Normally, the ungraded tungsten carbide material is re
mounted for receipt and successive passage thereover of
ceived in hopper 91 from a primary crusher in the form
of tungsten carbide pieces having a size roughly ranging
crushed material from said machine with said screens
from the size of pea gravel up to about one-half inch. 15 being graduated in passage size to pass material of suc—
cessively greater size, a series of spaced substantially
I claim:
horizontal and substantially parallel pairs of rollers equal
1. A three-dimensional particle size classi?er compris
in number to the number of said screens with one pair of
ing, ?rst and second classifying screens mounted for the
rollers associated with and arranged for receipt thereby
successive passage thereover of material to be classi?ed,
said ?rst screen being selected to pass therethrough par
of material passing one of said screens, the spacing be
tween each pair of rollers being less than the passage
ticles each having two of its three dimensions smaller
size of its associated screen and the spacings bet-ween said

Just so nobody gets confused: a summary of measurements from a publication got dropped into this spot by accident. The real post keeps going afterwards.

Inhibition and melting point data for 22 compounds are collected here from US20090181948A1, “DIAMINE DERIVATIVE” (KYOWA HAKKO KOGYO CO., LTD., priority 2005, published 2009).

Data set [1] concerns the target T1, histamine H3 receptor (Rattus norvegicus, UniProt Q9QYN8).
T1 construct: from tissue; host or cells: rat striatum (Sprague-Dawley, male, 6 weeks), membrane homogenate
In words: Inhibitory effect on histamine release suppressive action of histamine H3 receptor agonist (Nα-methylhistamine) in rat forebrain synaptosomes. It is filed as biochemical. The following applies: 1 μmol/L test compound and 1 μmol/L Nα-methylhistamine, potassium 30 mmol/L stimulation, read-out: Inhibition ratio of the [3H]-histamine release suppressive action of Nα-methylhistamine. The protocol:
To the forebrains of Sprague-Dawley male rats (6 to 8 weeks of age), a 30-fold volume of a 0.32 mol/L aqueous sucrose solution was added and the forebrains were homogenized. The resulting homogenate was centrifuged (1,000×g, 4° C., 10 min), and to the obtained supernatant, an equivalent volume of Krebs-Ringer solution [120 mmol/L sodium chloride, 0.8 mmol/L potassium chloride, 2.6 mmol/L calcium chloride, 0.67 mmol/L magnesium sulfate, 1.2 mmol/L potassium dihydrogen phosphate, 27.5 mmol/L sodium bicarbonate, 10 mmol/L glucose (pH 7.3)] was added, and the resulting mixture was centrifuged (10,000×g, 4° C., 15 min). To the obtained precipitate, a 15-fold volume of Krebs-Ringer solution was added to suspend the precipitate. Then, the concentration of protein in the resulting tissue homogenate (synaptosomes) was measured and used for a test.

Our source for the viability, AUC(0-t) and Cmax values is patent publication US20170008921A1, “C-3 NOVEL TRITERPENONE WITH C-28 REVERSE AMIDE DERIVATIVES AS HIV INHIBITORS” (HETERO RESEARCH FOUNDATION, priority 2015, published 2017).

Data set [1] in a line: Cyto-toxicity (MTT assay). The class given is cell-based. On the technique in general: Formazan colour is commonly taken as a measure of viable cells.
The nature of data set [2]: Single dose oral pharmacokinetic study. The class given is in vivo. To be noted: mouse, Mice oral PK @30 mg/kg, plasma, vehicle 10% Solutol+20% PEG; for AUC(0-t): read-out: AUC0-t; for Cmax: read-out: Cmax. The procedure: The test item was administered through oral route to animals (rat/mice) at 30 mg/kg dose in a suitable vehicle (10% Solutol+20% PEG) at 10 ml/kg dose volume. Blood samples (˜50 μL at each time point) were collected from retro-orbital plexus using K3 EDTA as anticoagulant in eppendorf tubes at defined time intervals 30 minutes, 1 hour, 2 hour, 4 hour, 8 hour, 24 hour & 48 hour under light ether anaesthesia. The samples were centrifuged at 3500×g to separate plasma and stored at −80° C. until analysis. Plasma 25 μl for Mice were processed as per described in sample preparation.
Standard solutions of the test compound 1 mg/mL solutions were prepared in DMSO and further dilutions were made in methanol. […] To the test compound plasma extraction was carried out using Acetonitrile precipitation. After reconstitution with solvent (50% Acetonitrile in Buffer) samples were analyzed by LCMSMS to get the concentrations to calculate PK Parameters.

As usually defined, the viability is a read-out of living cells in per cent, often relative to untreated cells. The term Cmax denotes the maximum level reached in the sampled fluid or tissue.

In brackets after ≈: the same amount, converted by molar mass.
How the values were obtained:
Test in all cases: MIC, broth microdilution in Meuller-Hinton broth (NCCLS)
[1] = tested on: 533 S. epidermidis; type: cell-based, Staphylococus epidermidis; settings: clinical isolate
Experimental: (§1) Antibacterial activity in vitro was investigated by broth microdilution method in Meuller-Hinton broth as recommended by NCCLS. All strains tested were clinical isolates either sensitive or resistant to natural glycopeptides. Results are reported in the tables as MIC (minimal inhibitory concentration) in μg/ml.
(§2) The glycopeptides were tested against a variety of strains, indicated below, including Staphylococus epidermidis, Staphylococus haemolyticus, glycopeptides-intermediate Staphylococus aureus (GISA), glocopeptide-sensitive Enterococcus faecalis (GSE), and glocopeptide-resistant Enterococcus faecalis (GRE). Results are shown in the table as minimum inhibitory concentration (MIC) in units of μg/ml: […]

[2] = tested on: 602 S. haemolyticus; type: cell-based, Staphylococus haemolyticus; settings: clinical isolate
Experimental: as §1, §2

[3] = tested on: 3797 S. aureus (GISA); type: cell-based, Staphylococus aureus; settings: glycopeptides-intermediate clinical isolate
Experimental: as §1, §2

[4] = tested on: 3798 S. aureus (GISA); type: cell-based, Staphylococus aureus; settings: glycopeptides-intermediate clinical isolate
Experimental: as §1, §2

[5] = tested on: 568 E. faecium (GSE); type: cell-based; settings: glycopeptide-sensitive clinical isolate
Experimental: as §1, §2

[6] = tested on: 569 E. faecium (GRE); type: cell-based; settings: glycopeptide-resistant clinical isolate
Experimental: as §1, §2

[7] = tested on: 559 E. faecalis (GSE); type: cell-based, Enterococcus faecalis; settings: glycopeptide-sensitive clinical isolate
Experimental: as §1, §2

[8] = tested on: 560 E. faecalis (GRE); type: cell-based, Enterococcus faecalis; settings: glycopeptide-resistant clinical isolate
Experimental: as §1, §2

than ‘a ?rst pie-determined size, said second screen being
pairs of rollers increasing successively to pass material
selected to pass ‘therethrough particles each having two
of successively greater size thereby e?ecting in each asso
of its three dimensions smaller than a second pre-de
ciated screen and pair of rollers a three-dimensional
termined size larger than said ?rst size, a ?rst pair of
grading of particles with the. particles retained on said
rollers mounted to receive therebetween material passing
series of pairs of rollers being graded into groups of par
through said ?rst screen and being spaced to pass there
ticles of progressively greater size, means collecting
between particles having any one of its three dimensions
graded material from said rollers, and means returning
less than a third pre-determined size less than said ?rst
size, a second pair of rollers mounted to receive there 30 to said crushing machine for recrushing and classifying
between material passing through said second screen and
the relatively larger reject material passed between a rela
being spaced to pass therebetween particles having any
tively downstream pair of said rollers.
one of its three dimensions less than a fourth pre-de
6. A three dimensional particle size classi?er as char
acterized in claim 5 vwherein each of said rollers is of
elongated form and each of said pairs of rollers de?ne a
material handling vortex therebetween, means delivering